When Galileo discovered the moons of Jupiter in his telescope, he couldn’t wait to share the news with the world. So, in 1610 he hurriedly rushed The Starry Messenger, the story of his discovery, into print. Now, in those days they didn’t have talk shows, so, to promote his book, Galileo took his telescope to dinner parties and invited the guests to see Jupiter’s moons for themselves. Many refused to look claiming that the telescope was an instrument of the devil. They accused Galileo of trying to trick them, painting the moons of Jupiter on the end of the telescope. Galileo’s response was that if that were the case they would see the moons no matter where they looked when actually they could see them only if they looked where he told them to look. But the main objection was that there was nothing in the Bible about this phenomenon. Galileo’s famous response: “The Bible shows the way to go to heaven, not the way the heavens go.”
Galileo is considered the father of modern science, now a huge body of knowledge that has been accumulating incrementally throught the work of thousands of people. Each tiny bit of information can be challenged by asking, “How do you know?” And each contributing scientist can answer as Galileo did to the dinner party guests, “This is what I did. If you do what I did, then you’ll know what I know.” In other words, scientific information is verifiable, replicable human experience. Science has grown exponentially since Galileo. It is built on a huge body of data and its power shows up in technology. The principles that are used to make a light go on when you throw a switch were learned in the same meticulous way that we’ve come to understand how the carbon dioxide levels in the atmosphere have risen over the past 100 years leading to ominous climate change or that Darwin was right, and living species are interconnected as “Islands in a sea of death.”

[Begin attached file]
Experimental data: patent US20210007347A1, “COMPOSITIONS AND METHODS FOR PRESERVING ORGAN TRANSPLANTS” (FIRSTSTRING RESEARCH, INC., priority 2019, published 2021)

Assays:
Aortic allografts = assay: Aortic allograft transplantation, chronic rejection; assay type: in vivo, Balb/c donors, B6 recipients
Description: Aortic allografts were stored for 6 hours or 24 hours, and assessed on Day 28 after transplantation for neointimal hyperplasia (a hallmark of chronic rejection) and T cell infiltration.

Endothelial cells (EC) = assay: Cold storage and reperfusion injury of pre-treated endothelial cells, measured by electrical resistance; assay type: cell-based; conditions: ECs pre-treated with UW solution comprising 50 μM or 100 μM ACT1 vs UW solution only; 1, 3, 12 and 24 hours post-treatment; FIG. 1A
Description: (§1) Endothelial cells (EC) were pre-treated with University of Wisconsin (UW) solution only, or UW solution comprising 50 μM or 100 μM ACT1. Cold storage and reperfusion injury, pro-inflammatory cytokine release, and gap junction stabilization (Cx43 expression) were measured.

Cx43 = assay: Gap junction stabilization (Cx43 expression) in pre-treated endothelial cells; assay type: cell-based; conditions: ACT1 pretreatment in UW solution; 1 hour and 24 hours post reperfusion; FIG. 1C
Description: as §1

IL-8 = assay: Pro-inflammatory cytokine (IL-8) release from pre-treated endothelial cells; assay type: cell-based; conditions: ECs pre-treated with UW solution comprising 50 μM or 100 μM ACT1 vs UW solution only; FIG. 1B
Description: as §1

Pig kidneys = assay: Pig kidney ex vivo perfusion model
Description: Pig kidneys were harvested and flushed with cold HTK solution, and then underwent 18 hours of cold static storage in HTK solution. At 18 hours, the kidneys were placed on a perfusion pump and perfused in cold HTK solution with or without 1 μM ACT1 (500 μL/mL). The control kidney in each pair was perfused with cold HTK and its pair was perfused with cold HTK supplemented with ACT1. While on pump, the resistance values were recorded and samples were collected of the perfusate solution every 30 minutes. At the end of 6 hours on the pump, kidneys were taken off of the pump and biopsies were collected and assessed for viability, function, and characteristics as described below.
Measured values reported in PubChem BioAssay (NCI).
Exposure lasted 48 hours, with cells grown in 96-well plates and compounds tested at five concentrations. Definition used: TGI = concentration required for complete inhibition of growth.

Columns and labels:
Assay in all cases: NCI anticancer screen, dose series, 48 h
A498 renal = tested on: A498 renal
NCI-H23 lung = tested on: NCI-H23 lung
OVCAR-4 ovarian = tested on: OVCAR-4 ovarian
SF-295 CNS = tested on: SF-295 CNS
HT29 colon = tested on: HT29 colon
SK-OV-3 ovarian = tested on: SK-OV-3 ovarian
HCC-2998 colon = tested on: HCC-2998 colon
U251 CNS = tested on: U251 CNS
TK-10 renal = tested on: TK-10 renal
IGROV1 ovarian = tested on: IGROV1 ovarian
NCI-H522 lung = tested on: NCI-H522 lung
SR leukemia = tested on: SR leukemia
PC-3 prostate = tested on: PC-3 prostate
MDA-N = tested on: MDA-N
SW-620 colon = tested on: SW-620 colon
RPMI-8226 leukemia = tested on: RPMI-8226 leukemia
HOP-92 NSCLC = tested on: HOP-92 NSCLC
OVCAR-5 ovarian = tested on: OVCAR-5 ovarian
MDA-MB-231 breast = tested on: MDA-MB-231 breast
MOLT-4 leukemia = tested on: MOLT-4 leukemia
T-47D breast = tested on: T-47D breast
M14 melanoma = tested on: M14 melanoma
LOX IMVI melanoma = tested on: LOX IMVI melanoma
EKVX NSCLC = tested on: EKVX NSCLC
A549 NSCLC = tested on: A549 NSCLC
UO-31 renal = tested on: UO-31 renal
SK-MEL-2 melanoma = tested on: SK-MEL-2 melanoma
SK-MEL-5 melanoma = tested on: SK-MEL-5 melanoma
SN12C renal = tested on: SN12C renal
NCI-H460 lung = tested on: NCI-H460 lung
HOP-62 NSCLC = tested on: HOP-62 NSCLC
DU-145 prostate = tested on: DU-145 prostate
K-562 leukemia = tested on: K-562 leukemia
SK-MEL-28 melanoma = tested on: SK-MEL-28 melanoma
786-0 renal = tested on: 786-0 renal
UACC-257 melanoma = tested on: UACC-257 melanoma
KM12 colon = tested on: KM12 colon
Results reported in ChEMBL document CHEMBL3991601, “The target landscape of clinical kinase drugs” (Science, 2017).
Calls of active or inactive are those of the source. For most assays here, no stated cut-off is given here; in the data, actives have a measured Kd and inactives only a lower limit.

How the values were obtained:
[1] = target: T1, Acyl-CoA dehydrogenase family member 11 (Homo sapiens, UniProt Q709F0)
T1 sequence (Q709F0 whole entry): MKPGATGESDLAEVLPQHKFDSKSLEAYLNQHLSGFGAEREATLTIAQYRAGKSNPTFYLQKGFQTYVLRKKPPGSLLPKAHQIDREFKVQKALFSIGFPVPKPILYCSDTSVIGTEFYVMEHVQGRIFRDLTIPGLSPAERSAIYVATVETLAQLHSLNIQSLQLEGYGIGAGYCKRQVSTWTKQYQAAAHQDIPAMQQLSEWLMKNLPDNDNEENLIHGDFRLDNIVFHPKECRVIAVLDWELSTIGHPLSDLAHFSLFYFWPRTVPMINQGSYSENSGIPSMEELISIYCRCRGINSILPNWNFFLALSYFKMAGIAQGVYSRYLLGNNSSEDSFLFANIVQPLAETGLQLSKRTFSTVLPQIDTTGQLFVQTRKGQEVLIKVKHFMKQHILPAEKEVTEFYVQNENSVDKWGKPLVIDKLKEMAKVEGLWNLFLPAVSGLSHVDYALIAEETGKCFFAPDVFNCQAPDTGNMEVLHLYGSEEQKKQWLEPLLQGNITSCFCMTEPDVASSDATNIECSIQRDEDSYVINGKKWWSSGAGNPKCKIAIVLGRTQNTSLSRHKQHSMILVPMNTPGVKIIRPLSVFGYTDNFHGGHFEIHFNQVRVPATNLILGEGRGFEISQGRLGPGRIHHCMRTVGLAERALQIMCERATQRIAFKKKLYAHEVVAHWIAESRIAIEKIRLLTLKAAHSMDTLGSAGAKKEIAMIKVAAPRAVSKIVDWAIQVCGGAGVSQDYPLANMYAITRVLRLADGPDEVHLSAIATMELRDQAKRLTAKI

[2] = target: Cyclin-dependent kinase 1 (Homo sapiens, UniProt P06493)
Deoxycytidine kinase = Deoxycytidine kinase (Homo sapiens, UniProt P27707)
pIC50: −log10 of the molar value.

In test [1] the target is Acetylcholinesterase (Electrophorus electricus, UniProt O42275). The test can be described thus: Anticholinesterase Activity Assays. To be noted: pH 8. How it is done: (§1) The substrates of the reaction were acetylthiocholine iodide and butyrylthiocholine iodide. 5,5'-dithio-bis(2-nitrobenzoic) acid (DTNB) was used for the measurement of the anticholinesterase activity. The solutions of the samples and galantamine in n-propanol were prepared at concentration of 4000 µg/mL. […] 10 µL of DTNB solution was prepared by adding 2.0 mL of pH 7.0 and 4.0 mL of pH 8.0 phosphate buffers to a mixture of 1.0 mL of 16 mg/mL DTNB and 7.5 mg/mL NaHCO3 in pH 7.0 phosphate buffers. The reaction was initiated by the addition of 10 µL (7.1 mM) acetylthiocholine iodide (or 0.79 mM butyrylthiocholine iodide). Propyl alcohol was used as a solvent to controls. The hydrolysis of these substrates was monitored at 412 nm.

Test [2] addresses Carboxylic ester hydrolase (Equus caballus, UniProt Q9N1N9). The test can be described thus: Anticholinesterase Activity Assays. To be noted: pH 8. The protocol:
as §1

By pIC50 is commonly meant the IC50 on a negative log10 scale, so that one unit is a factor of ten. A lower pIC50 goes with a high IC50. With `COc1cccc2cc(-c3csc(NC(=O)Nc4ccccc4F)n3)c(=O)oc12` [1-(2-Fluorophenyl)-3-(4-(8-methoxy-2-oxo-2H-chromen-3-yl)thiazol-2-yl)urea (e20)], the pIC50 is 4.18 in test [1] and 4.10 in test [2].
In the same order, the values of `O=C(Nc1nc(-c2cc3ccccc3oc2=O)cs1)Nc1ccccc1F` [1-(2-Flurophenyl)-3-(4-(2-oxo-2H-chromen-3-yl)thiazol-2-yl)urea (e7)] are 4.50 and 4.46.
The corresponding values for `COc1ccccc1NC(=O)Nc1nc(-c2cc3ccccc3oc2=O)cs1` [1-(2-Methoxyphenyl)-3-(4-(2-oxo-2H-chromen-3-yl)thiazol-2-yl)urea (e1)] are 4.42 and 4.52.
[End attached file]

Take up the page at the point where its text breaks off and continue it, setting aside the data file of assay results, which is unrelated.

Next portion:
Yet there are many who cherry pick science—only believing its findings when they agree with them.
Documented proof doesn’t fare much better. Despite the recent publication of President Obama’s questioned-by-some birth certificate, there is still a percentage of the population that refuses to believe he was born in the USA.
We’ve spent a lot of time in this blog discussing the rigors with which we verify the accuracy of thematerial we write about for the nonfiction world. Personally, we can enjoy the satisfaction of knowing we are dealing with facts and we are careful to mention that when the facts are in dispute, that too is a fact. Yet, there are still those who are not convinced.
What’s going on here? Believe it or not, science has taken a look at so-called “motivated reasoning” where people rationalize evidence that is not in keeping with deeply held beliefs. Here are some of the findings:
- “a large number of psychological studies have shown that people respond to scientific or technical evidence in ways that justify their preexisting beliefs.”
- "people rejected the validity of a scientific source because its conclusion contradicted their deeply held views—and thus the relative risks inherent in each scenario”
- “head-on attempts to persuade can sometimes trigger a backfire effect, where people not only fail to change their minds when confronted with the facts—they may hold their wrong views more tenaciously than ever.”
- “The problem is arguably growing more acute, given the way we now consume information—through the Facebook links of friends, or tweets that lack nuance or context or “narrowcast” and often highly ideological media that have relatively small, like-minded audiences. Those basic human survival skills of ours, says Michigan’s Arthur Lupia , are ‘not well-adapted to our information age.'”
And finally the conclusion: “If you want someone to accept new evidence, make sure to present it to them in a context that doesn't trigger a defensive, emotional reaction.” In other words, sometimes a direct approach to the facts is NOT the way to go. The challenge for us writers is a human one—to be able to read our audience so that we can sugar coat the “medicine” to make it easier to go down.
BTW: keep an open mind about this.